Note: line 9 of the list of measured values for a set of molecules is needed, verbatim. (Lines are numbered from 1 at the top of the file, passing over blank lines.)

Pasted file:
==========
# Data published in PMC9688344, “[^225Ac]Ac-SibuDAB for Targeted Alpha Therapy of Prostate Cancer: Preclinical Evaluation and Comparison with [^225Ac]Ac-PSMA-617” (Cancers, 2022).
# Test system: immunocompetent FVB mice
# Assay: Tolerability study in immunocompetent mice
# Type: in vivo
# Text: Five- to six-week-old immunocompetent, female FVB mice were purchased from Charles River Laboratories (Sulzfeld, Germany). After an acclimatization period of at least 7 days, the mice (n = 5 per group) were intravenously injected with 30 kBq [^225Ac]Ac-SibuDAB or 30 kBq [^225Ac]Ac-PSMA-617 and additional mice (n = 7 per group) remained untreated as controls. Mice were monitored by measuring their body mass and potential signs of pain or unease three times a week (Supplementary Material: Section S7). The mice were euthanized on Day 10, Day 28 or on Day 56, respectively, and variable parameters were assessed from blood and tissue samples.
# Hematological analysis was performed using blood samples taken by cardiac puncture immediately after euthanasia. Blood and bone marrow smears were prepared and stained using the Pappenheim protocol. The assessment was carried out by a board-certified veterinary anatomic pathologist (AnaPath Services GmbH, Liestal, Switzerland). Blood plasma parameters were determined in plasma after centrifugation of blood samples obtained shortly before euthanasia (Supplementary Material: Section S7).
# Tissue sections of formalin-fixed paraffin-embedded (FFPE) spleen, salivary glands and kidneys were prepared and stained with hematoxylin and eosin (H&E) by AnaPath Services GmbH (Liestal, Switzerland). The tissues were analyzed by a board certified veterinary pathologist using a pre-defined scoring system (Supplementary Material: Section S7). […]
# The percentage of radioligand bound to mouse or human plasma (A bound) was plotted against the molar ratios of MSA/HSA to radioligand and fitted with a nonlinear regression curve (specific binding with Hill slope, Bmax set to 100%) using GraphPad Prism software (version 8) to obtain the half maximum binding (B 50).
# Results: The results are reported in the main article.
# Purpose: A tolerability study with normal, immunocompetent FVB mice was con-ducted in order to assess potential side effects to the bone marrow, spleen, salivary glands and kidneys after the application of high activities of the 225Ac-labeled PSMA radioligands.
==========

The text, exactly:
# Results: The results are reported in the main article.